stant amplitude is produced at the output of the receiver
radar system sub-sequent to the moment when la radar
over the decay interval provided the receiver recovers at
pulse is transmitted.
the desired rate. Departure of the peal; amplitude of
In a »radar system it is always desirable to know that
this output signal from the desired constant level indicates
the system as a whole is functioning properly. This is
that the receiver units of the radar system are not re
especimly important in many situations where improper
covering properly.
operation of the system may result in the loss of rather
While it appears that such “echo boxes” may be
expensive equipment which is relaying on such radar sys 20 utilized to indicate the over-all performance of the radar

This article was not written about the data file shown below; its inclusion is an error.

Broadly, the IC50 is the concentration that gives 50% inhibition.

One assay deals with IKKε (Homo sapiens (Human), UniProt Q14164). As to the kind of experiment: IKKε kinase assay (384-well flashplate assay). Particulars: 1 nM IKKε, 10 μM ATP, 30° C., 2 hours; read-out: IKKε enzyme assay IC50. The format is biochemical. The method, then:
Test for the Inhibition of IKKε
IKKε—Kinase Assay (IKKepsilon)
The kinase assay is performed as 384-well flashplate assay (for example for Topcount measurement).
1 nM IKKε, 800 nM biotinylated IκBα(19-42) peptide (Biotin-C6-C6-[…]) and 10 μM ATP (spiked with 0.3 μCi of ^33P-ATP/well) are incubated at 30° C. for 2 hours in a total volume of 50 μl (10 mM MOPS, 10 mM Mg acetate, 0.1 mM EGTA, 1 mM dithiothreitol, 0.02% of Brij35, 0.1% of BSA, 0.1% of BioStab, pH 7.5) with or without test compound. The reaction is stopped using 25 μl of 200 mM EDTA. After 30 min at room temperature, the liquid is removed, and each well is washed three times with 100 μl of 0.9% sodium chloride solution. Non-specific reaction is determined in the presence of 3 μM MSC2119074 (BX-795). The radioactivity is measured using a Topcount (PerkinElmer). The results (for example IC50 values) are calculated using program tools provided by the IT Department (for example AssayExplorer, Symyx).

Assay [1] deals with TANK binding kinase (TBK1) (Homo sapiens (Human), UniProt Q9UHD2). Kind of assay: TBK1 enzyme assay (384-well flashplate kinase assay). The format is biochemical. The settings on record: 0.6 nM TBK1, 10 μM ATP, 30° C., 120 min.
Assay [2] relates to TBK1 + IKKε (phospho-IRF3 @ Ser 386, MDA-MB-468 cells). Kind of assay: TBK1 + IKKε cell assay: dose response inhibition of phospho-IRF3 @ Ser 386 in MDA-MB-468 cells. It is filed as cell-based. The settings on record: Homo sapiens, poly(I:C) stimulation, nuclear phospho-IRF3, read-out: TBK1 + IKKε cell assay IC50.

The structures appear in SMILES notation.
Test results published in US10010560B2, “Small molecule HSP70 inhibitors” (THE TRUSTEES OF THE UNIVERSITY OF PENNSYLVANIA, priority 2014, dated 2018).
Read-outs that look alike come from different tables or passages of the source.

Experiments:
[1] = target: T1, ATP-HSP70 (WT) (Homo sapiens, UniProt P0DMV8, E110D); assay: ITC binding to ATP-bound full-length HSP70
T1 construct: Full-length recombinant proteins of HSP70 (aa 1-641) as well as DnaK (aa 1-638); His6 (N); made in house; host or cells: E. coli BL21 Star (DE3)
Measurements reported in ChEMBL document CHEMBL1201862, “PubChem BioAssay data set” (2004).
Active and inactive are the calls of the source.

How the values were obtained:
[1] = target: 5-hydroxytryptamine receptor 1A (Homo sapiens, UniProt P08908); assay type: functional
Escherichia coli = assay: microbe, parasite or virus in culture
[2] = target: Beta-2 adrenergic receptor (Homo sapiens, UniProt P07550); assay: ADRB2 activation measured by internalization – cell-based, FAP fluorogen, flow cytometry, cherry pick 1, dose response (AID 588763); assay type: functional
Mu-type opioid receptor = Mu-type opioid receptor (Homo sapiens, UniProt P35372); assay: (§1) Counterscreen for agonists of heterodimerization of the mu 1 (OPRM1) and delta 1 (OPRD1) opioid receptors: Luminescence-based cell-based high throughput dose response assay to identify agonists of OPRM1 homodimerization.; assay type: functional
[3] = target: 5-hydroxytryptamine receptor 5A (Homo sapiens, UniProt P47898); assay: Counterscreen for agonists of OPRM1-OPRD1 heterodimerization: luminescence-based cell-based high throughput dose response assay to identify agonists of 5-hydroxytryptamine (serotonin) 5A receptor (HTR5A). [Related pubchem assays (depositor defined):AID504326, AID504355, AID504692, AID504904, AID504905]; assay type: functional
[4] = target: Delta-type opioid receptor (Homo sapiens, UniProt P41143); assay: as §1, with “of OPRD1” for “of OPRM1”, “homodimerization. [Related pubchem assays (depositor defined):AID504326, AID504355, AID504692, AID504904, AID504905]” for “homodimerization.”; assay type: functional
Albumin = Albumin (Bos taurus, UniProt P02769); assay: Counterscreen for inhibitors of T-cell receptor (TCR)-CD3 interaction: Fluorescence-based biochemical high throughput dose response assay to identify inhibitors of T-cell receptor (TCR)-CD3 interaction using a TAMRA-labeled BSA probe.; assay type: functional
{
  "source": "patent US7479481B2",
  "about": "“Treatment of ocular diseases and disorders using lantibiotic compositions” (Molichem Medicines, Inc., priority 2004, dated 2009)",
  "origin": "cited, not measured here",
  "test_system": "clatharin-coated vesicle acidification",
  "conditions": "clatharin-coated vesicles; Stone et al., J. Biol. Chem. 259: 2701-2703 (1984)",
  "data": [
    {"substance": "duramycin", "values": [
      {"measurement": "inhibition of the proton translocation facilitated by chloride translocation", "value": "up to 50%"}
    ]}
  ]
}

em `for its proper guidance or operation. It is also desir
system, such “echo boxes” have several undesinable fea
able to have means for checking the operating condition
of a radar system which may ìhe readily and reliably
utilized by unskilled operators.
In order to check the over-all performance of a radar
system, it is necessary to decide on some ybas-ic character
istic of the system which is indicative o-f the over-.all
tures which limit their use Aand reliability. In the first
place, the “echo box” is a resonant circuit and «must he
tuned to the same frequency as the operating frequency
of the transmitter. AThe matter is complicated `because
the resonant frequency of the echo box is subject to
change «because of temperature variations. Tuning iad
operating condition of the system. One such characteris
justment of the “echo box” may be made by adjusting
tic is the so-called “loop sensitivity” of the system. By